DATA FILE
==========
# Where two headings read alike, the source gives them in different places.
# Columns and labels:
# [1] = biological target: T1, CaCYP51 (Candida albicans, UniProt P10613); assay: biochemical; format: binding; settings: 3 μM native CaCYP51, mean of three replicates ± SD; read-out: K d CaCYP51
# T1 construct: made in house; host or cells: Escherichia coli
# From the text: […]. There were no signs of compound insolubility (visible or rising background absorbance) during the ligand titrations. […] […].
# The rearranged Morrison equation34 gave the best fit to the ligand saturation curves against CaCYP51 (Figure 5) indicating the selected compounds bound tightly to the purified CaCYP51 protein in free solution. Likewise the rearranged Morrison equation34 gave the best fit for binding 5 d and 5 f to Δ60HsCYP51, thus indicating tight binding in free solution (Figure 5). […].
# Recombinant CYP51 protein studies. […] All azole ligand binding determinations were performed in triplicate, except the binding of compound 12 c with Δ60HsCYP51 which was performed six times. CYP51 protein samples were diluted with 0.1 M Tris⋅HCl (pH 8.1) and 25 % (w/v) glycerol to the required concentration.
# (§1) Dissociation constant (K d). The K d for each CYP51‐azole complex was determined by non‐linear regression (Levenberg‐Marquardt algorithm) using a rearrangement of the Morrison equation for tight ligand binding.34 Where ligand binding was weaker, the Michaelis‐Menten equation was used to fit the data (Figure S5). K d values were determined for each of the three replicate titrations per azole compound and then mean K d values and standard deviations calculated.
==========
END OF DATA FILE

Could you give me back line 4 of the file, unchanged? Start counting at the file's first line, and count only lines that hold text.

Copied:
# T1 construct: made in house; host or cells: Escherichia coli